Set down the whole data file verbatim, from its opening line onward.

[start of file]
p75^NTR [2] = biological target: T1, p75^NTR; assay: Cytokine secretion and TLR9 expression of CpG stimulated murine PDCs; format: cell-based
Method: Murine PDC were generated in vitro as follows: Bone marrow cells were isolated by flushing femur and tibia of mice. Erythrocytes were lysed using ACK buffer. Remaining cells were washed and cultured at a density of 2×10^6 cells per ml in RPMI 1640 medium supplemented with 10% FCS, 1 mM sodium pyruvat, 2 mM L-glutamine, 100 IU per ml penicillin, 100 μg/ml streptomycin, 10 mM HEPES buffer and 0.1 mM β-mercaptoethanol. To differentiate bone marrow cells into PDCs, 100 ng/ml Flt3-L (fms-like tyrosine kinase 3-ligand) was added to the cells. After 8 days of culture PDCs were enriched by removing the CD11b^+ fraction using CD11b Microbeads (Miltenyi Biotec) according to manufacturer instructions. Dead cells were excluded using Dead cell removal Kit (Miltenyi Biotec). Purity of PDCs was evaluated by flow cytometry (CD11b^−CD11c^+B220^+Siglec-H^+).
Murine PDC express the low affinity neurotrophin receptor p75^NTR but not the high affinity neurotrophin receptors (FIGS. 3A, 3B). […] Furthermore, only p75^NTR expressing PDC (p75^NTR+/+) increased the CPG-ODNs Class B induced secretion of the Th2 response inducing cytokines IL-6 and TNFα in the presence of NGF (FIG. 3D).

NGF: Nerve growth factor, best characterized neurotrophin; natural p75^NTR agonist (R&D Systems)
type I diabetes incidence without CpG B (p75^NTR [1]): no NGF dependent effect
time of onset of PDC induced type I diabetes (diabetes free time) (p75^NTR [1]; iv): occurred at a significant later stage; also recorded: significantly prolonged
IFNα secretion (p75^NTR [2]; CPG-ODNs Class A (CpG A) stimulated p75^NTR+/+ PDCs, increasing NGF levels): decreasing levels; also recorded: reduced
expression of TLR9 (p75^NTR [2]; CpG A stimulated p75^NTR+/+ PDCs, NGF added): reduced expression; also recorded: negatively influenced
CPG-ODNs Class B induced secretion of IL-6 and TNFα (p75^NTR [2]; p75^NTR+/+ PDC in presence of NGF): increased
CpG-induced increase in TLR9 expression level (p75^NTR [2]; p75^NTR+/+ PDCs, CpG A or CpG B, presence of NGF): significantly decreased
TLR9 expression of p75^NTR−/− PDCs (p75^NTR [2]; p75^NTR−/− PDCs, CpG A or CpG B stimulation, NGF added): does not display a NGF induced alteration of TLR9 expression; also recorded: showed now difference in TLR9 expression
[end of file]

p75^NTR [2] = biological target: T1, p75^NTR; assay: Cytokine secretion and TLR9 expression of CpG stimulated murine PDCs; format: cell-based
Method: Murine PDC were generated in vitro as follows: Bone marrow cells were isolated by flushing femur and tibia of mice. Erythrocytes were lysed using ACK buffer. Remaining cells were washed and cultured at a density of 2×10^6 cells per ml in RPMI 1640 medium supplemented with 10% FCS, 1 mM sodium pyruvat, 2 mM L-glutamine, 100 IU per ml penicillin, 100 μg/ml streptomycin, 10 mM HEPES buffer and 0.1 mM β-mercaptoethanol. To differentiate bone marrow cells into PDCs, 100 ng/ml Flt3-L (fms-like tyrosine kinase 3-ligand) was added to the cells. After 8 days of culture PDCs were enriched by removing the CD11b^+ fraction using CD11b Microbeads (Miltenyi Biotec) according to manufacturer instructions. Dead cells were excluded using Dead cell removal Kit (Miltenyi Biotec). Purity of PDCs was evaluated by flow cytometry (CD11b^−CD11c^+B220^+Siglec-H^+).
Murine PDC express the low affinity neurotrophin receptor p75^NTR but not the high affinity neurotrophin receptors (FIGS. 3A, 3B). […] Furthermore, only p75^NTR expressing PDC (p75^NTR+/+) increased the CPG-ODNs Class B induced secretion of the Th2 response inducing cytokines IL-6 and TNFα in the presence of NGF (FIG. 3D).

NGF: Nerve growth factor, best characterized neurotrophin; natural p75^NTR agonist (R&D Systems)
type I diabetes incidence without CpG B (p75^NTR [1]): no NGF dependent effect
time of onset of PDC induced type I diabetes (diabetes free time) (p75^NTR [1]; iv): occurred at a significant later stage; also recorded: significantly prolonged
IFNα secretion (p75^NTR [2]; CPG-ODNs Class A (CpG A) stimulated p75^NTR+/+ PDCs, increasing NGF levels): decreasing levels; also recorded: reduced
expression of TLR9 (p75^NTR [2]; CpG A stimulated p75^NTR+/+ PDCs, NGF added): reduced expression; also recorded: negatively influenced
CPG-ODNs Class B induced secretion of IL-6 and TNFα (p75^NTR [2]; p75^NTR+/+ PDC in presence of NGF): increased
CpG-induced increase in TLR9 expression level (p75^NTR [2]; p75^NTR+/+ PDCs, CpG A or CpG B, presence of NGF): significantly decreased
TLR9 expression of p75^NTR−/− PDCs (p75^NTR [2]; p75^NTR−/− PDCs, CpG A or CpG B stimulation, NGF added): does not display a NGF induced alteration of TLR9 expression; also recorded: showed now difference in TLR9 expression